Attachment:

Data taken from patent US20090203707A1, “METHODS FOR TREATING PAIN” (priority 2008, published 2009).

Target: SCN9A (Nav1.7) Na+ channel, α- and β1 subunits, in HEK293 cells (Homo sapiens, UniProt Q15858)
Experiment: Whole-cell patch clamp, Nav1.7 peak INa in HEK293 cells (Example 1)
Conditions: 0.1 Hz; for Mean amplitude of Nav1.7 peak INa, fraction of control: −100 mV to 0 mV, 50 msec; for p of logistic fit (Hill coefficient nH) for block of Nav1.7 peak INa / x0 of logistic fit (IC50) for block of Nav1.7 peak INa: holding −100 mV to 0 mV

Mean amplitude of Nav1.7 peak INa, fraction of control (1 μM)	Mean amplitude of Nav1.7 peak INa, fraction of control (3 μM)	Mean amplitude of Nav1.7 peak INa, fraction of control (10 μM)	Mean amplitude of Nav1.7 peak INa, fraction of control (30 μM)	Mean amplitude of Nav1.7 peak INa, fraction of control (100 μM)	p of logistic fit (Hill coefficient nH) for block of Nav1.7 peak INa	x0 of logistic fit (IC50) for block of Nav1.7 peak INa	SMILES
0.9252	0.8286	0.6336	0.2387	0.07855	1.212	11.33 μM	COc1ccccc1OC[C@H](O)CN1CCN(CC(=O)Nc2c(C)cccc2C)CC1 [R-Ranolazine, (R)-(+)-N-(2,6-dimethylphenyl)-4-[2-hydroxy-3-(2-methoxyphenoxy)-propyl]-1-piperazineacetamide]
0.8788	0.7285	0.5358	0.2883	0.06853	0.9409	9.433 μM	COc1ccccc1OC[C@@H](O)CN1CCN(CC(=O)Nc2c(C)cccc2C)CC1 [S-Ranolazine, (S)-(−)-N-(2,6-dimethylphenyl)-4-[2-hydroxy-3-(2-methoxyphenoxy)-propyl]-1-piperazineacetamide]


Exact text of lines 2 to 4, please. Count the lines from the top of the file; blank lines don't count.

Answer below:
Target: SCN9A (Nav1.7) Na+ channel, α- and β1 subunits, in HEK293 cells (Homo sapiens, UniProt Q15858)
Experiment: Whole-cell patch clamp, Nav1.7 peak INa in HEK293 cells (Example 1)
Conditions: 0.1 Hz; for Mean amplitude of Nav1.7 peak INa, fraction of control: −100 mV to 0 mV, 50 msec; for p of logistic fit (Hill coefficient nH) for block of Nav1.7 peak INa / x0 of logistic fit (IC50) for block of Nav1.7 peak INa: holding −100 mV to 0 mV